The TV is based on Roku TV OS for smooth and simple navigation through the apps, it can remove 24p judder from DVDs and Blurays, and it supports 4:4:4 chroma for sharp text when connected to a PC.

Design & Connectivity

TCL S435 TV Design

The design of the TV is fairly slim, has thin bezels and 200x200mm VESA mount compatibility.

Connectivity options include four HDMI 2.0 ports (HDMI4 with ARC for Dolby Digital and DTS audio passthrough), digital and analog audio ports, dual 8W integrated speakers, USB 2.0, composite-in, tuner, Ethernet and WiFi.

Alternatives

The TCL S425 line-up from 2019 has a bit faster response time speed (12ms) and low input lag at 1080p, but it’s hard to find it at a reasonable price. It also cannot remove 24p judder from native streaming apps.

  • Toshiba Fire 2020 (50LF621U21) – lower contrast ratio (4000:1), but higher brightness (350-nits) and faster response time (13ms). It cannot remove 24p judder from any source and has no 4:4:4 chroma support, so it’s a bad choice to be used as a PC monitor.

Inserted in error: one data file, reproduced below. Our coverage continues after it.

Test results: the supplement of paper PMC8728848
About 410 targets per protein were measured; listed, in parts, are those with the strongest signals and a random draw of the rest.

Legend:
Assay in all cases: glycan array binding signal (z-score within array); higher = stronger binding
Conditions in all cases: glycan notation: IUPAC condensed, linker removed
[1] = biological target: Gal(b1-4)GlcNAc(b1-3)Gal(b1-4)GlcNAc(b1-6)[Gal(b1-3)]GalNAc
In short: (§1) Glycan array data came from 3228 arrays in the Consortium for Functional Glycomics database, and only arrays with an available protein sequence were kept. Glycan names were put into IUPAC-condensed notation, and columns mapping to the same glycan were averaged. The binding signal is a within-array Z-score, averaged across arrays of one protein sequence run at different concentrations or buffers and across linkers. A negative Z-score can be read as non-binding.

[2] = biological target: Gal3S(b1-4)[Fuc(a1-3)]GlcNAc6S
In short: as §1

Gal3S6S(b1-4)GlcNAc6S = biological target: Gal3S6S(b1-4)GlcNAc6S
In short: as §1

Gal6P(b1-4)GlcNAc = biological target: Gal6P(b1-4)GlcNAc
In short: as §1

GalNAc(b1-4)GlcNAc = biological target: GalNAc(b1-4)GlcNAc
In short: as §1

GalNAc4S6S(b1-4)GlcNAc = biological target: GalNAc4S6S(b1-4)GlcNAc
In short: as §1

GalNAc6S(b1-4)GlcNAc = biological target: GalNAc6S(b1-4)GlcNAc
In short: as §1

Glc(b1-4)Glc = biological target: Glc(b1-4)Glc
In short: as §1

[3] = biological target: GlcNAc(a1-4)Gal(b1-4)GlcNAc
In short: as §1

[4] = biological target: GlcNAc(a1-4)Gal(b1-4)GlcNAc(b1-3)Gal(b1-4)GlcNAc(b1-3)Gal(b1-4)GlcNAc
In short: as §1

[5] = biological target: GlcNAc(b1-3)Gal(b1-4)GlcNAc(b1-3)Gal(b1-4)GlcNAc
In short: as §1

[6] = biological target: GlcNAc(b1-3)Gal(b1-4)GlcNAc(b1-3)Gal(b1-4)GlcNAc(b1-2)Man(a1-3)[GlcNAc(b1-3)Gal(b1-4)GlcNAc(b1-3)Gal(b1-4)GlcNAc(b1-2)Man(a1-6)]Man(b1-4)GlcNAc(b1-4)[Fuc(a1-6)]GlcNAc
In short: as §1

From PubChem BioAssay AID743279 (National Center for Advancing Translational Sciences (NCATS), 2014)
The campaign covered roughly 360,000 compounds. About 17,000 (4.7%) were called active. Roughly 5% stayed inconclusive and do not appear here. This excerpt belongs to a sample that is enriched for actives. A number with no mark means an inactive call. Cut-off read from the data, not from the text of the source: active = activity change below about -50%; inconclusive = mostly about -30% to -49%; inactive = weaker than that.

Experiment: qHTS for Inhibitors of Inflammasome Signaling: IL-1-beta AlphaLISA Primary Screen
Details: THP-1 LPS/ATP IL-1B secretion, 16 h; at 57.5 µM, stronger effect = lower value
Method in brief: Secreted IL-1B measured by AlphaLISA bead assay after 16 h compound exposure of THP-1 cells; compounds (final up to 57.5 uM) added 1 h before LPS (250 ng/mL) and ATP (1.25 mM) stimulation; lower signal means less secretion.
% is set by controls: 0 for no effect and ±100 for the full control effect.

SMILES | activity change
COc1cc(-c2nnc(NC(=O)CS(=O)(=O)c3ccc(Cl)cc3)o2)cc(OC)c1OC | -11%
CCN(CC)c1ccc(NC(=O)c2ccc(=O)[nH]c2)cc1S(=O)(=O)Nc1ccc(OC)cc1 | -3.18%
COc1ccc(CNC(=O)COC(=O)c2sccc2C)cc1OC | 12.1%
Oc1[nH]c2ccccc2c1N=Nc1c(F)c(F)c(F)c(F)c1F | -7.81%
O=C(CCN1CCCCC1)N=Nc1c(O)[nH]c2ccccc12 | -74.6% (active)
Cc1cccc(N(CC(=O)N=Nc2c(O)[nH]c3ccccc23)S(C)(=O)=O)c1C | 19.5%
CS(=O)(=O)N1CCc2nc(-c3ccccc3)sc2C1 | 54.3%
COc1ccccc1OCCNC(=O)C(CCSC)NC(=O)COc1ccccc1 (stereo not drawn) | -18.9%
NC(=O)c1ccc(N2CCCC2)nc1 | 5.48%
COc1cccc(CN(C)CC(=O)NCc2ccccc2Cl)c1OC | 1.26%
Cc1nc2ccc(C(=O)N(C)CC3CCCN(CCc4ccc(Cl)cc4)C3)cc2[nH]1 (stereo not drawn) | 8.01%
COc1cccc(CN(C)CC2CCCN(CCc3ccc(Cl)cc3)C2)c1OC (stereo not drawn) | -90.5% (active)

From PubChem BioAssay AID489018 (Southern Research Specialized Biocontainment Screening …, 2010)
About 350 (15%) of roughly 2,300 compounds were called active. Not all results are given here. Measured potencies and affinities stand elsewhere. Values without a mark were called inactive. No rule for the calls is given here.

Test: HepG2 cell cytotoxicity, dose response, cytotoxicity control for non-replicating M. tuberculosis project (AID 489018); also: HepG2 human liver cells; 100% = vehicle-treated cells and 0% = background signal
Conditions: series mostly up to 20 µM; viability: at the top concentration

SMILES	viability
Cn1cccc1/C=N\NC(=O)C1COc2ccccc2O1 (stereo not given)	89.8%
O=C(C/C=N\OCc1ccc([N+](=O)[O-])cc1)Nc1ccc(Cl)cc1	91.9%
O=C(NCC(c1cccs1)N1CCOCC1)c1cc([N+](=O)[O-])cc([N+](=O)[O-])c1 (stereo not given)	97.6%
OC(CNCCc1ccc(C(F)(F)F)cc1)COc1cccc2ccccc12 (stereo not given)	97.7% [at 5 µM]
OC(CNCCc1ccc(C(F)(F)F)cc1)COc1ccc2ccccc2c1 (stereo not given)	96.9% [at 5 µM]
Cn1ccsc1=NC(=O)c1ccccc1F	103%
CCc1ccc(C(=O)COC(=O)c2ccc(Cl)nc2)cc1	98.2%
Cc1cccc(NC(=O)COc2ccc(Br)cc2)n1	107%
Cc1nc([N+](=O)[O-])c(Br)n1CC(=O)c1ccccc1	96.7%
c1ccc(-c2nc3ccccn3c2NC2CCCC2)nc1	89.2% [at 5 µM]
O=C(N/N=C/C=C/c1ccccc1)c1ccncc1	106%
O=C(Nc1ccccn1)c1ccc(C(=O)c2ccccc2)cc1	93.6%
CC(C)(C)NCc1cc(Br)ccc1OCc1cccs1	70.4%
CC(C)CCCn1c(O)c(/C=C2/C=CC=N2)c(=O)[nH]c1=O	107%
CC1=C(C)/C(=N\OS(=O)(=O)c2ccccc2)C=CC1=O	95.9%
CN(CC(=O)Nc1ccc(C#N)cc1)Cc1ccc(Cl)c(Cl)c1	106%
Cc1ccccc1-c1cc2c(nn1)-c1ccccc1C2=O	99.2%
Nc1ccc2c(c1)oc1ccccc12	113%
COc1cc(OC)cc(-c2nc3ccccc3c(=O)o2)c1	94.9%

The Pros:

  • High contrast ratio and local dimming
  • Decent peak brightness
  • Impressive color gamut
  • Low input lag and decent response time speed; AMD FreeSync
  • HDR10+ and Dolby Vision support

The Cons:

  • Minor ghosting behind fast-moving objects, mostly visible in darker scenes

About The TV

Now, if you want a bit better TV, the Vizio M50Q7-J01 is the best TV for ~$500!

Image Quality

Apart from the notably higher 550-nit peak brightness in comparison to the S435, the Vizio M7 Quantum TVs also offer an incredible 95% DCI-P3 gamut coverage for vibrant colors!

The contrast ratio is also higher at 6500:1 and the TV has local dimming with 30 zones. These zones can dim parts of the image that need to be dark, without greatly affecting the parts of the screen that should remain bright.